Richmond was measuring this neural response in monkeys briefly shown a rectangular bar of light when he noticed something interesting. When the bar position changed, the number of spikes sent along one of the visual neurons didn't change, but the pattern of firing -- the spacing of spikes in the spike train -- did change in a very reproducible way. Richmond could take a measurement with the bar at one position and get one pattern, record other patterns at other positions, then return to the first position and get the first spike-train pattern again. "I knew that anything that regular had to be meaningful," Richmond says.

Others in the lab told him to forget it, that only the intensity of the firing and not the pattern is important, and that people had wasted years looking at those patterns. Besides, they said, there were ways to get rid of the pattern differences in the data so that only firing-intensity data would remain. "Fortunately, I couldn't forget it," says Richmond.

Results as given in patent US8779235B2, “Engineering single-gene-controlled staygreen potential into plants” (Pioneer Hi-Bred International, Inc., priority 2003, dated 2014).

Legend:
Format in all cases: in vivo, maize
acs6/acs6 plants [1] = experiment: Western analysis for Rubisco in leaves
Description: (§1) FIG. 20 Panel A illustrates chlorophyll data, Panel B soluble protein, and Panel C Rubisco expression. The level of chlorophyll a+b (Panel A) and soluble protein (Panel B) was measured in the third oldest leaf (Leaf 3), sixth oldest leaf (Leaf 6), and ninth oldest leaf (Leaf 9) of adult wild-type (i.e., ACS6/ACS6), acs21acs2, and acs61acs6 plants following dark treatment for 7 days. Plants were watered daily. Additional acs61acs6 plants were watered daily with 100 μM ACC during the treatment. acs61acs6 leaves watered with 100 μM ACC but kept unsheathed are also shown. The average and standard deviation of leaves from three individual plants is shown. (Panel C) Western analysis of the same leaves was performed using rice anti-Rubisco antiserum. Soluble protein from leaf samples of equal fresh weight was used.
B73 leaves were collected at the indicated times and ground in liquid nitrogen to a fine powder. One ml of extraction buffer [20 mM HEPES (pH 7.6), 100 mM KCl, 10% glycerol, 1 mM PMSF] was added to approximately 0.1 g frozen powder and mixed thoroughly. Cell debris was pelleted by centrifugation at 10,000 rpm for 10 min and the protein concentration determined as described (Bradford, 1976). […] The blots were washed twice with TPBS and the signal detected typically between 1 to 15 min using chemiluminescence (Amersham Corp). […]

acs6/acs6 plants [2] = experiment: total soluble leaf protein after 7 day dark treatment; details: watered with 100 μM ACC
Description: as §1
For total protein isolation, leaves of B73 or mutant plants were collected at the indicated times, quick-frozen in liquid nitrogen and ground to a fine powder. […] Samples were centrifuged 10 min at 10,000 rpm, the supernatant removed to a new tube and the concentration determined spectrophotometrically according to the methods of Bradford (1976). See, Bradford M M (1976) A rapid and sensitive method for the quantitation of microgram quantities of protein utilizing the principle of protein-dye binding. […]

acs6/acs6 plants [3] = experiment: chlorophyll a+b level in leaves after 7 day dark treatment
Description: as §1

Richmond asked biomedical engineer Optican if there might be some systematic approach the two of them could take in analyzing the spike-train patterns. Richmond hoped eventually to learn whether there was a systematic way of finding what neurons were doing on a basic level, and whether that information could be synthesized into a model of what perception is. Optican, who was involved in systematic, mathematical studies of eye movement, "couldn't believe" studies of visual perception were not done the same way. "I said, 'You mean they don't take a systematic approach to vision?'" he recalls.

Optican discovered that the actions of neurons are very well understood in the retina of the eye, but the meanings of individual nerve signals from the eye become less and less well defined as scientists follow those signals deeper and deeper into the brain. At the far end of the line, only vague theories exist about how neurons form visual images and memories, and no one really knows what goes on at that level.